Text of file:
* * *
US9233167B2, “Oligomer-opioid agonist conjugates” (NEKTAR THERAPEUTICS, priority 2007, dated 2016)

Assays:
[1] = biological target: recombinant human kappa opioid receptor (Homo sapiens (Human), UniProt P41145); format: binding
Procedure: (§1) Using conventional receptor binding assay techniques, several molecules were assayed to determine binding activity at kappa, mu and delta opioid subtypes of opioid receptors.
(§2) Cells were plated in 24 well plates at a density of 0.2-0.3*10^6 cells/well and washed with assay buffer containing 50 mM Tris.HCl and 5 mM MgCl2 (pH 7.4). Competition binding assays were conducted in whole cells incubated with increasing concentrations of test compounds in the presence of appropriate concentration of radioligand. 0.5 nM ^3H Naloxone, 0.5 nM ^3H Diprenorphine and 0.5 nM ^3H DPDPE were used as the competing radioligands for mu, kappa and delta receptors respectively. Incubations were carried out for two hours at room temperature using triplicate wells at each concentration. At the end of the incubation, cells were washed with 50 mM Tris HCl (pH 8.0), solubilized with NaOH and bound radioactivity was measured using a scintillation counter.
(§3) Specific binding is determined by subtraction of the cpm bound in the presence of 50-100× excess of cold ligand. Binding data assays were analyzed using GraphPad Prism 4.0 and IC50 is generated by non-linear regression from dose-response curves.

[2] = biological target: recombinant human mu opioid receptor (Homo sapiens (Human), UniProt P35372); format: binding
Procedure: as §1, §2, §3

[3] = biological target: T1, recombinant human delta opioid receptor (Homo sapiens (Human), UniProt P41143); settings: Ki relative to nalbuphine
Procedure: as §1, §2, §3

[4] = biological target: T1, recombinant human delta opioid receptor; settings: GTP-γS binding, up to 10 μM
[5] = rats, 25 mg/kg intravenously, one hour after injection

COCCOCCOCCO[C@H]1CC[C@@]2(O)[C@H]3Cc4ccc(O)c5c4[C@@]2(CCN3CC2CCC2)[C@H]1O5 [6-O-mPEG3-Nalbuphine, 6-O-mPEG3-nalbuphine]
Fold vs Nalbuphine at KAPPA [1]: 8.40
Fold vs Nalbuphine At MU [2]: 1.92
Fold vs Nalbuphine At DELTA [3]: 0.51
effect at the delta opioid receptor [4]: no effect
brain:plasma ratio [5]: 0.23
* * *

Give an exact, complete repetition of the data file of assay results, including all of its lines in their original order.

US9233167B2, “Oligomer-opioid agonist conjugates” (NEKTAR THERAPEUTICS, priority 2007, dated 2016)

Assays:
[1] = biological target: recombinant human kappa opioid receptor (Homo sapiens (Human), UniProt P41145); format: binding
Procedure: (§1) Using conventional receptor binding assay techniques, several molecules were assayed to determine binding activity at kappa, mu and delta opioid subtypes of opioid receptors.
(§2) Cells were plated in 24 well plates at a density of 0.2-0.3*10^6 cells/well and washed with assay buffer containing 50 mM Tris.HCl and 5 mM MgCl2 (pH 7.4). Competition binding assays were conducted in whole cells incubated with increasing concentrations of test compounds in the presence of appropriate concentration of radioligand. 0.5 nM ^3H Naloxone, 0.5 nM ^3H Diprenorphine and 0.5 nM ^3H DPDPE were used as the competing radioligands for mu, kappa and delta receptors respectively. Incubations were carried out for two hours at room temperature using triplicate wells at each concentration. At the end of the incubation, cells were washed with 50 mM Tris HCl (pH 8.0), solubilized with NaOH and bound radioactivity was measured using a scintillation counter.
(§3) Specific binding is determined by subtraction of the cpm bound in the presence of 50-100× excess of cold ligand. Binding data assays were analyzed using GraphPad Prism 4.0 and IC50 is generated by non-linear regression from dose-response curves.

[2] = biological target: recombinant human mu opioid receptor (Homo sapiens (Human), UniProt P35372); format: binding
Procedure: as §1, §2, §3

[3] = biological target: T1, recombinant human delta opioid receptor (Homo sapiens (Human), UniProt P41143); settings: Ki relative to nalbuphine
Procedure: as §1, §2, §3

[4] = biological target: T1, recombinant human delta opioid receptor; settings: GTP-γS binding, up to 10 μM
[5] = rats, 25 mg/kg intravenously, one hour after injection

COCCOCCOCCO[C@H]1CC[C@@]2(O)[C@H]3Cc4ccc(O)c5c4[C@@]2(CCN3CC2CCC2)[C@H]1O5 [6-O-mPEG3-Nalbuphine, 6-O-mPEG3-nalbuphine]
Fold vs Nalbuphine at KAPPA [1]: 8.40
Fold vs Nalbuphine At MU [2]: 1.92
Fold vs Nalbuphine At DELTA [3]: 0.51
effect at the delta opioid receptor [4]: no effect
brain:plasma ratio [5]: 0.23